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As I mentioned earlier, your epic final battle is going to take several pages, as is your denouement and your climax. You’re probably going to have a big action sequence that’s even longer. This doesn’t leave you much space to wrap up your main-plot, your love-story and your sub-plots.

You can push the conclusion to one or two of your stories into the denouement or the conclusion sometimes. But, that still leaves you a lot of plot-threads that need to be wrapped up - and not much space to do it! So, you’ll have to be very judicious with your time.

Good thing you created a highly-detailed story-structure to work from! You know all the threads you need to wrap up. And you know just where to put them. You have a road-map to a completed screenplay.

By the time you get around half-way through your Third Act, pretty much everything should have been wrapped up at that point, leaving yourself only the big final battle and the climax before the protagonist’s quest is finally complete. You can leave one or two threads hanging, but you want pretty much everything else wrapped-up rather nicely before then.

Now it’s just filling in the blanks and painting by numbers.

Another thing that usually requires wrapping-up in the Third Act is the protagonist’s Character-Arc (or internal-conflict). You want your main-character’s change - to lead him to ultimate victory. It’s only him [becoming a better person] that allows him to succeed. If he doesn’t do this, he’ll fail.

Therefore, one of the scenes immediately before the big final action sequences is often the protagonist overcoming his character-flaw. Although, this can really happen at just about any time in the second half of the script.

Watch the Usual Suspects and pay attention to how many little story-lines there are - and how succinctly they get wrapped up in such a short period of time.

By the end of the film, the audience has really no idea what’s going on. Yet, ten minutes later, and the audience finally knows everything. They know who Kaiser Soze is, they know why he torched the ship, they know why he killed everyone, etc... They kept all these plot-threads dangling until the very end.

The Usual Suspects has a rather unique character-arc as well! At the beginning, you think Verbal Kent is a real, sad loser. The kind of person who would never stick up for himself. Pathetic. But, at the end, you realize that none of that is true. He changes into the most-dominant, scariest person around. He actually overcomes his pathetic self and chooses to become the (completely not-pathetic) antagonist. And, that change happens right at the climax. That change is in fact the climax.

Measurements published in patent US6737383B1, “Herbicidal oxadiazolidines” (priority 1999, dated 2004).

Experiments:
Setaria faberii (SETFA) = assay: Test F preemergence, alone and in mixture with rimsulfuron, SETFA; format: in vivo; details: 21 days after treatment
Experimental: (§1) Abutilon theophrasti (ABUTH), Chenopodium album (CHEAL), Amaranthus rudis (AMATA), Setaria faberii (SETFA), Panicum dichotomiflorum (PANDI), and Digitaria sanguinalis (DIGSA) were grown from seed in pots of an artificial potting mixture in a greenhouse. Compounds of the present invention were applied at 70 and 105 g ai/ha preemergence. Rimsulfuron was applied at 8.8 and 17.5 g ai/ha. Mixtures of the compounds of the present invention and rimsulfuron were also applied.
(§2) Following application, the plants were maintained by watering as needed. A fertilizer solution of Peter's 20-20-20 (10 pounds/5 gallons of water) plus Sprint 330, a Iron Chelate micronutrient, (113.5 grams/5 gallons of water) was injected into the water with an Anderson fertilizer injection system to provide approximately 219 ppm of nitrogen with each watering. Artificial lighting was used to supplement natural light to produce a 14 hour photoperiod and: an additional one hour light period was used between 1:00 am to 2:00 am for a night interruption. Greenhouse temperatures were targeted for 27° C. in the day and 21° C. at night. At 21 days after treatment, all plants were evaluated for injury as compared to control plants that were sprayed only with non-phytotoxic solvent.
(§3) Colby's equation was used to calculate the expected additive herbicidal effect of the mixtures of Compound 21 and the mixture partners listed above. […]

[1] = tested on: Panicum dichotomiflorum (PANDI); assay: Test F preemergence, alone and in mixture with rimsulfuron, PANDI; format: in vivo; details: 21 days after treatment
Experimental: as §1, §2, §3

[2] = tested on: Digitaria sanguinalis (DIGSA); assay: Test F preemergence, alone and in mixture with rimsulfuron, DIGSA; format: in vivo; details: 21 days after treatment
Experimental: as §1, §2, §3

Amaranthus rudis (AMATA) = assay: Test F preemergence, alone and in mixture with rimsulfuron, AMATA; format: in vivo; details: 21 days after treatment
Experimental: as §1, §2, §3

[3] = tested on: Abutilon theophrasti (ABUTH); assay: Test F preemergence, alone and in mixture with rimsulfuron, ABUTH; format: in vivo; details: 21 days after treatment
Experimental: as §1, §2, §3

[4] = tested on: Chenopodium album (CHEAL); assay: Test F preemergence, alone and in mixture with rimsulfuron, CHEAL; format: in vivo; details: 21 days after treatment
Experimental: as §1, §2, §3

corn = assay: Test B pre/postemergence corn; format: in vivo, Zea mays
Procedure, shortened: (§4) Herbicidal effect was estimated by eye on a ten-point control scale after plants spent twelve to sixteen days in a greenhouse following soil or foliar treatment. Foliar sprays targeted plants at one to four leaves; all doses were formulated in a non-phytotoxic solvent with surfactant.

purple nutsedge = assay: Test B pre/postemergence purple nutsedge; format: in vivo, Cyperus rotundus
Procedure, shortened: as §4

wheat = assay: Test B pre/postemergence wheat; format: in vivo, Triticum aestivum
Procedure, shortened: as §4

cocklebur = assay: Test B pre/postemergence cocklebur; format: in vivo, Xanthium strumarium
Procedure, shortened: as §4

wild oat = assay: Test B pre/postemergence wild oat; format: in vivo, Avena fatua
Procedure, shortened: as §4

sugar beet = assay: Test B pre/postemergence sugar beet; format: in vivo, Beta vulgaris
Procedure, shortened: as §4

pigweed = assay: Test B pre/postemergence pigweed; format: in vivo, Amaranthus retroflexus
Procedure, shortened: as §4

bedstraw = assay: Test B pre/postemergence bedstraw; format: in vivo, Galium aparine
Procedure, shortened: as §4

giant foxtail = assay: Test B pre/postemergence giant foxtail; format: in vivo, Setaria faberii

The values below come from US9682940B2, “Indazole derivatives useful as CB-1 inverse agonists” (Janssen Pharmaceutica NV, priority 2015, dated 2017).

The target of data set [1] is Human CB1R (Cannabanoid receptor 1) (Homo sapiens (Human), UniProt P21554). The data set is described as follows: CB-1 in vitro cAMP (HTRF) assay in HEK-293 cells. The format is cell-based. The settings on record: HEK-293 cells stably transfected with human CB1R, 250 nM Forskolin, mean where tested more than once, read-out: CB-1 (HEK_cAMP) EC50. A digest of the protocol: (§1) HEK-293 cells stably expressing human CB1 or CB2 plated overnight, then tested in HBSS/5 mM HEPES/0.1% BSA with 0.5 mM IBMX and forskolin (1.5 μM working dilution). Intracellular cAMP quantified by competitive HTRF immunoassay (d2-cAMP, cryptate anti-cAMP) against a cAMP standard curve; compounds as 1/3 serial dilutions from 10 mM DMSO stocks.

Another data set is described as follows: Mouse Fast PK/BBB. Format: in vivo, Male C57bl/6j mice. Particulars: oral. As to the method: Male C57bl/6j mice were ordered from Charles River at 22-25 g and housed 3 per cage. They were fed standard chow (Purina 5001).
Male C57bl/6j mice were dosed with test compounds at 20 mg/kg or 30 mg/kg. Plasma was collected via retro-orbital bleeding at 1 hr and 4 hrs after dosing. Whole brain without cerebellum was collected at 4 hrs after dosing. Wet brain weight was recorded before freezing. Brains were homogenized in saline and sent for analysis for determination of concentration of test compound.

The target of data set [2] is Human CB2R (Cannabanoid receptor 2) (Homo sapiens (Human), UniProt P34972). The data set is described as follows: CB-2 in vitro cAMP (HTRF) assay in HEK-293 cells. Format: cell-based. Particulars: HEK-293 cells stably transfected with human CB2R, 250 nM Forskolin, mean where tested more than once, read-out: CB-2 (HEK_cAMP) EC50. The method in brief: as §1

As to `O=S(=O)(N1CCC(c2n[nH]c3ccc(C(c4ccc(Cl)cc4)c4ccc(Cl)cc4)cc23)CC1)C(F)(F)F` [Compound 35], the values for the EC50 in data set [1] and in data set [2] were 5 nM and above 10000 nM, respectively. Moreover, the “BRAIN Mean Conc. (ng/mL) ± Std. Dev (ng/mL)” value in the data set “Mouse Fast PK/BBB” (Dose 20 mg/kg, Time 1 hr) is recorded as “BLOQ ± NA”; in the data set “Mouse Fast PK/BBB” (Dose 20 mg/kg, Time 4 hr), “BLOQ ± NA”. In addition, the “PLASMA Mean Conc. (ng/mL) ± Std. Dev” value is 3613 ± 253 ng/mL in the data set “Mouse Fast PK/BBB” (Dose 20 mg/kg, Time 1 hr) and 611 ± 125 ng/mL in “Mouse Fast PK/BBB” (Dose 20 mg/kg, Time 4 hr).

It’s a false-character-arc! He isn’t actually changing. He was like that all along. The audience just didn’t know it.

You don’t see false-character-arcs very often!

If your screenplay contains a love-story, you’ll want to have wrapped it up by about now. Except for maybe the scene when they get back together (climax) and the final kiss/‘they live happily ever after’.

So, by part-way through your Third Act, all your sub-plots should all be mostly-complete. Except for maybe their climaxes or denouements (or anything that can’t happen until the main-narrative’s climax/denouement).

You’ll probably need to cram them into the first-third of the 3rd Act.

And, you don’t just have to wrap up each of the sub-plots neatly with a climax - they can also have denouements!

The audience doesn’t want to know just what happened with the protagonist and the love-interest - they want to know what happened to all their favorite characters!

Animal House has the famous freeze-frames at the end of the movie that tell you the future of each character.

The famous ending of Inception has a lot more going on in it than just the spinning top, just look at how many sub-plots get wrapped up immediately before that scene. Often without much of any dialogue. Just a sentence or two of action here and there.

Wrapping It All Up: Sub-Plot Denouements: FORWARD The Third Act - It’s Finally Time to Wrap It All Up!

Screen-Writing Contests:

Screenwriting 101:

Don’t spend all your time and effort on just your main-narrative - your sub-plots need you too!

Give your screenplay interesting and deep sub-plots. Almost the more, the better. You don’t want too many. But, a fair bit never hurt anyone.

Of course, lots of sub-plots mean lots of actors and greatly increased expenses. If you’re writing an indie movie, you always want to keep that in mind.

















The First Act of your Three-Act Structure. This is where you introduce your main characters to the audience and get the plot rolling. The end of your 1st Act comes with the First Turning Point, the point at which your protagonist chooses his quest The 2nd Act - Where the bulk of your plot goes. Confrontation - this is where your protagonist confronts the status quo and attempts to change it for the better Your 2nd Act can't end without your Second Turning Point! Things may seem bleak for your protagonist, but all is not lost yet! There is still hope!... Backstory - what happened in the past. Exposition, expository dialogue, etc... It all comes down to this - your climax! The end of your story. The conclusion. The one thing everyone in the audience wants to know: does the protagonist win? The 3rd Act - the final act in your three-act structure, where everything is decided, the climax, the conclusion, the end. Your Film's Theme - what your movie is really about. The undercurrent. The second act of your screenplay should be filled with ups and downs, dramatically speaking of course. Like a roller-coaster. It's all about creating conflict and drama. BACK Welcome to SCREENPLAY.today - your free online screen-writing program - learn how to write a screenplay for free! Free Online Screenplay Writing Course from SCREENPLAY.today - screenwriting advice, help, information, hints, tips & tricks